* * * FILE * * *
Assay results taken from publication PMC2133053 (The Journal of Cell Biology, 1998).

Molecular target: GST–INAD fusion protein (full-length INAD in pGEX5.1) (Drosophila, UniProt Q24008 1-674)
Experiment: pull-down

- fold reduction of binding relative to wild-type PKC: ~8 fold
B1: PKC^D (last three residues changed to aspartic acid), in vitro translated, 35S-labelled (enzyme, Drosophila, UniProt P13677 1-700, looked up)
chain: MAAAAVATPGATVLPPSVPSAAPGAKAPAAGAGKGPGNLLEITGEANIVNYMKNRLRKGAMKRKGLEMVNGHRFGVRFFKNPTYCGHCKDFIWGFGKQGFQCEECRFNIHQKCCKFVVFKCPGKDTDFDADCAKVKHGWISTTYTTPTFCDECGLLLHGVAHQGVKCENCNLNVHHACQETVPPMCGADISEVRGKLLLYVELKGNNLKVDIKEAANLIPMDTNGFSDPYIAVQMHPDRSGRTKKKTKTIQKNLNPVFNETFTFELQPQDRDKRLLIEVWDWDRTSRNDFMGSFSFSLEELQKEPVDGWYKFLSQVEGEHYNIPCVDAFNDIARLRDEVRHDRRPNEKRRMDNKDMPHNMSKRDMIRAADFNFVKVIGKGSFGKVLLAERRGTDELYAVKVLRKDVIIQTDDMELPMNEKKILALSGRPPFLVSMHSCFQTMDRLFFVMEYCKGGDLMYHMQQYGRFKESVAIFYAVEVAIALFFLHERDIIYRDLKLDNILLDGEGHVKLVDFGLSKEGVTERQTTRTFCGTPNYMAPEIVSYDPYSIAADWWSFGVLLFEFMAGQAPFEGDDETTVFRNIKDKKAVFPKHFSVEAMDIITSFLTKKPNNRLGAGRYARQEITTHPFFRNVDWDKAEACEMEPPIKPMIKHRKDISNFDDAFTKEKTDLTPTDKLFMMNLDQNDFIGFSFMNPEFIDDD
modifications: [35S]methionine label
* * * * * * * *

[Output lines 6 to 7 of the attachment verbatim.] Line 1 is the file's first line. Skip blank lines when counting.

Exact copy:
chain: MAAAAVATPGATVLPPSVPSAAPGAKAPAAGAGKGPGNLLEITGEANIVNYMKNRLRKGAMKRKGLEMVNGHRFGVRFFKNPTYCGHCKDFIWGFGKQGFQCEECRFNIHQKCCKFVVFKCPGKDTDFDADCAKVKHGWISTTYTTPTFCDECGLLLHGVAHQGVKCENCNLNVHHACQETVPPMCGADISEVRGKLLLYVELKGNNLKVDIKEAANLIPMDTNGFSDPYIAVQMHPDRSGRTKKKTKTIQKNLNPVFNETFTFELQPQDRDKRLLIEVWDWDRTSRNDFMGSFSFSLEELQKEPVDGWYKFLSQVEGEHYNIPCVDAFNDIARLRDEVRHDRRPNEKRRMDNKDMPHNMSKRDMIRAADFNFVKVIGKGSFGKVLLAERRGTDELYAVKVLRKDVIIQTDDMELPMNEKKILALSGRPPFLVSMHSCFQTMDRLFFVMEYCKGGDLMYHMQQYGRFKESVAIFYAVEVAIALFFLHERDIIYRDLKLDNILLDGEGHVKLVDFGLSKEGVTERQTTRTFCGTPNYMAPEIVSYDPYSIAADWWSFGVLLFEFMAGQAPFEGDDETTVFRNIKDKKAVFPKHFSVEAMDIITSFLTKKPNNRLGAGRYARQEITTHPFFRNVDWDKAEACEMEPPIKPMIKHRKDISNFDDAFTKEKTDLTPTDKLFMMNLDQNDFIGFSFMNPEFIDDD
modifications: [35S]methionine label